J.T. Rashkow, Y. Talukdar, G. Lalwani, B. Sitharaman
Stony Brook University, United States
pp. 267 - 269
Keywords: inorganic nanoparticles, stem cells, cytotoxicity, differentiation, uptake, tissue engineering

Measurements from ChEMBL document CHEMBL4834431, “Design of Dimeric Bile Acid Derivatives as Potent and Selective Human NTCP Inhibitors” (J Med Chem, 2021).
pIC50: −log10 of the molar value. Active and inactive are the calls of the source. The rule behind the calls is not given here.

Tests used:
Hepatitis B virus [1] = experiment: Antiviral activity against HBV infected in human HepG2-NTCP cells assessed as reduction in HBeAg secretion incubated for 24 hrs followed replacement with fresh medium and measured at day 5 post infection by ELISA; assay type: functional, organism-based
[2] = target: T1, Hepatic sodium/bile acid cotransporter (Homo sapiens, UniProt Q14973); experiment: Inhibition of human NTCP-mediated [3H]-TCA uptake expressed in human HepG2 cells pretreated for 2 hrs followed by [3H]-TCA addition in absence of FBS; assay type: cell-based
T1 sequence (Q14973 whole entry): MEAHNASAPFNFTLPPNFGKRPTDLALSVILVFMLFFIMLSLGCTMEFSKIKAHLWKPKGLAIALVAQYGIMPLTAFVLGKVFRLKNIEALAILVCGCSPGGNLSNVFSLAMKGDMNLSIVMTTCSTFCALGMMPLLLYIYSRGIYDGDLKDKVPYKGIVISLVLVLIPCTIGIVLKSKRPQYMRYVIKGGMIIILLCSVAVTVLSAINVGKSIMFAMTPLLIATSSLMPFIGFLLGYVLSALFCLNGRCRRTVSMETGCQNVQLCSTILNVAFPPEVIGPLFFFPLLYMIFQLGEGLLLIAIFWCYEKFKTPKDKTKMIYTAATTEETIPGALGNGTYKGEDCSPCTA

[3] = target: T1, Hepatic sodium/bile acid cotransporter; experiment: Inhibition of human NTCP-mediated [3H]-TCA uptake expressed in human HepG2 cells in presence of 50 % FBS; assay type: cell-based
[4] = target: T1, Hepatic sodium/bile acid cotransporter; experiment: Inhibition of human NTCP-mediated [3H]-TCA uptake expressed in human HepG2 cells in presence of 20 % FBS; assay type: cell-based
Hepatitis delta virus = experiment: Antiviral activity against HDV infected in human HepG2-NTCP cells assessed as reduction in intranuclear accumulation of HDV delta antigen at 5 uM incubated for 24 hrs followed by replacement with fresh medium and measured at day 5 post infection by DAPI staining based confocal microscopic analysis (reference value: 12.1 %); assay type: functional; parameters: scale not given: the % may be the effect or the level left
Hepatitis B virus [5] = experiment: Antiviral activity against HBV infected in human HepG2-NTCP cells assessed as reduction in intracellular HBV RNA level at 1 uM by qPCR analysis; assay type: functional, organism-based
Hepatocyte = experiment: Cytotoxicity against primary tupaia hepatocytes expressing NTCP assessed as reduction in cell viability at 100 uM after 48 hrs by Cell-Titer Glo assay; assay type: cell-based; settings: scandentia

We report the effects of one and two dimensional transition metal dichalcogenide nanoparticles, tungsten disulfide nanotubes (WSNTs) and molybdenum disulfide nanoplatelets (MSNPs), on fibroblastic cell (mouse fibroblasts (NIH-3T3) and human adipose derived stem cell (MSC)) viability and MSC differentiation potential. Cytotoxicity of MSNPs and WSNTs dispersed in distearoyl-sn-glycero-3-phosphoethanolamine-N-[amino(polyethylene glycol)] (DSPE-PEG) was assessed by Presto Blue and lactate dehydrogenase (LDH) viability assays at concentrations ranging from 5 to 300 μg/ml for 6, 12 or 24 h. Viability assays showed no dose or time dependent increase in toxicity for NIH-3T3 cells treated with WSNTs or MSCs treated with MSNPs or WSNTs. Viability of NIH-3T3 cells treated with MSNPs at concentrations above 50 µg/ml was significantly lower compared to untreated cells. Analysis of MSCs differentiation to adipocytes and osteoblasts showed that MSC differentiation potential was not significantly affected after treatment with potentially safe low (10 µg/ml) and high (50 µg/ml) doses of MSNPs and WSNTs for 24 h. TEM analysis showed that both MSNPs and WSNTs are internalized into the cytoplasm by MSCs. The results lay the foundation to further explore the potential of these nanoparticles at potentially safe doses as multifunctional agents for biomedical applications.